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jbak . · · tucson,az · Joined Jan 2006 · Points: 3,441
jdorais wrote:I've never been able to decide. Maybe some one on here has some good insight. Who is douchier, climbers from Colorado or Arizona? This thread leads me to believe AZ although it's pretty hard to tell.
I think someone who uses the term "douchier" has a pretty strong claim on the title themselves.
Tim Sinson · · Unknown Hometown · Joined Nov 2008 · Points: 5

Shouldn't somewhere in this thread somebody have said ' I'll meet you High Noon at the Tombstone'?

eMurdock · · Tucson, Arizona · Joined May 2004 · Points: 430

This thread is really odd. Why is there any discussion when the situation is so cut and dry? Do not add bolts to existing routes. That is it. If you want to drill new bolts in S. AZ, find a piece a rock and drill up a new route any way you like. The rock resource is common property BUT it should afford opportunities for many different types of climbers and allow for climbs with varying commitment levels. Do not be short sighted. Allow for my old buddy Dave Des Champs to do his thing and other first ascentionists to do theirs. The reason why this is important is because climbers like Dave D are becoming more and more rare. Just because the resource is common property does not mean that the majority has the right to overpower minority stakeholders and ruin their opportunity to experience the resource in their own style.

I am disappointed to see Mike D's comments on adding bolts. This may be his personal rationalization for adding bolts to the one good climb on the Sweet Wall. This has done a disservice to the climbing community by imposing a specific idea of climbing on an established climb on the cliff. There is sooo much undeveloped rock in Southern Arizona and there are already so many climbs that are safe, scary, hard, easy, trad, sport, etc... Why are these conflicts even happening? Jbaker has been around longer than the hills and has come to terms with the new trend of retro-bolting and other shenanigans (although senility may be setting in). It doesn't have to be that way if this type of BS is shut down (especially at the stronghold). I think that is why Dave D is calling attention to this situation. Unfortunately, although Machiavellian, if it takes calling people out on the internet, so be it.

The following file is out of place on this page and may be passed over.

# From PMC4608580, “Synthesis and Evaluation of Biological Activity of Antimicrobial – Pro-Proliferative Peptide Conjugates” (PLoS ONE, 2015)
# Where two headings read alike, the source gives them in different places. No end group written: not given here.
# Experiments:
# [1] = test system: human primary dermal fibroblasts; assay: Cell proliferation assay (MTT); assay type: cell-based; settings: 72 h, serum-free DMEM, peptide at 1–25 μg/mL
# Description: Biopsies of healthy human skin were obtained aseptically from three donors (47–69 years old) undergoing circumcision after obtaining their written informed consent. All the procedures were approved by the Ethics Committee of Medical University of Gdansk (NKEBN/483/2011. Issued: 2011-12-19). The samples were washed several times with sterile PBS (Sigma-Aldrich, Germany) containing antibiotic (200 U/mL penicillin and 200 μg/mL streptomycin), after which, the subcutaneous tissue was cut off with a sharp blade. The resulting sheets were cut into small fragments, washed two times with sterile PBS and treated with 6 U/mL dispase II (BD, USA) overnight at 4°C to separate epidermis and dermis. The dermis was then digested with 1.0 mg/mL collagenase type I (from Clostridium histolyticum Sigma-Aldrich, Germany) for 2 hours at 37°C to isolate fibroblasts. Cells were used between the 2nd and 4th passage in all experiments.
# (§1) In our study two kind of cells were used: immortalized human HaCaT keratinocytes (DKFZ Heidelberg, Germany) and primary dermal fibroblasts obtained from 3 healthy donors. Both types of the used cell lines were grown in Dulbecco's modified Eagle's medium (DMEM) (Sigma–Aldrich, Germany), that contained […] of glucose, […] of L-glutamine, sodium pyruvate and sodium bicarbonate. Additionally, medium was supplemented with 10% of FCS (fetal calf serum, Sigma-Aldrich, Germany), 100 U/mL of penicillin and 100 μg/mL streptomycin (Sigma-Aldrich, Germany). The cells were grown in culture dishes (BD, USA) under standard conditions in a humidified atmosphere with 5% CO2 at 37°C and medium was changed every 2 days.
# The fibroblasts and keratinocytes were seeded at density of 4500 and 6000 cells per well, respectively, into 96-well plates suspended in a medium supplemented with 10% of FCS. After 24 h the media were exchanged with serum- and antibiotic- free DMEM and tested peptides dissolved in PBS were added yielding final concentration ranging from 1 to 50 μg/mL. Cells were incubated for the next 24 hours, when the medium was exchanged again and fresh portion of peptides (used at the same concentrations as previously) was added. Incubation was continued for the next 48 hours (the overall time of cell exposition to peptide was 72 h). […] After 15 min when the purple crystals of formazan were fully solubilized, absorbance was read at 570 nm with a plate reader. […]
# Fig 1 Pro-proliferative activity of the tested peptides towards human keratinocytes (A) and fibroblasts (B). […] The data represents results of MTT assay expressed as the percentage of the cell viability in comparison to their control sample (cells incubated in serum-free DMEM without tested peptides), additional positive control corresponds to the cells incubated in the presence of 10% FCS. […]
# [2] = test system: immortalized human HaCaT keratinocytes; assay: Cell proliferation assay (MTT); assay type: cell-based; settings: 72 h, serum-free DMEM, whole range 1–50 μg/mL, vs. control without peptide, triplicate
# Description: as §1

Dave D, good to see you are still kicking. Let's get out for a beer to catch up!

Mike Diesen · · Sierra Vista, AZ · Joined Oct 2006 · Points: 365
eMurdock wrote:I am disappointed to see Mike D's comments on adding bolts. This may be his personal rationalization for adding bolts to the one good climb on the Sweet Wall. This has done a disservice to the climbing community by imposing a specific idea of climbing on an established climb on the cliff. There is sooo much undeveloped rock in Southern Arizona and there are already so many climbs that are safe, scary, hard, easy, trad, sport, etc... Why are these conflicts even happening? Jbaker has been around longer than the hills and has come to terms with the new trend of retro-bolting and other shenanigans (although senility may be setting in). It doesn't have to be that way if this type of BS is shut down (especially at the stronghold). I think that is why Dave D is calling attention to this situation. Unfortunately, although Machiavellian, if it takes calling people out on the internet, so be it. Dave D, good to see you are still kicking. Let's get out for a beer to catch up!
I have never said adding bolts was ok. I can also admit that I did add bolts to a route on Sweet Rock. We also named the route and layed claim to it. There were 2 bolts on the rock and no finish as far as we could tell. I went round and round about adding bolts to it. My rationalization? I could say the route wasn't finished or finished at the top of the crack. It just looked like someone didn't care. they slammed a coupled bolts in so they could climb it ONE time then never came back. It sat there for 6 years untouched. No one came forward and claimed it even after we established the other routes on the rock (we were hoping someone would). We established the rock as an easy to get to road side crag and it was the one death route (route were the distance between your last piece and you exceeds the distance between your last piece and the ground). I'm not afraid of a BIG fall, I just don't want to hit the ground. When I placed the bolt I did it in such a way as to not interfere with the crux move onto the face. By the time you can clip the bolt it isn't really needed but will keep you from hitting the ground if for some reason you slip or a snake jumps out at you. The move onto the face is still only protected by a questionable nut below your feet and a cam further down. If you come off be ready for a BIG fall. Bad idea? Probably. But I don't want to be blamed for some guy going up there and killing themselves. That is my take as a route setter. If I'm going to lay claim to a route I want the death part of it removed (see definition above). If someone wants to come forward and lay claim to the route and asks me to remove the bolt I will without an argument.
Charles Vernon · · mind & body in Colorado, he… · Joined Jan 2001 · Points: 2,614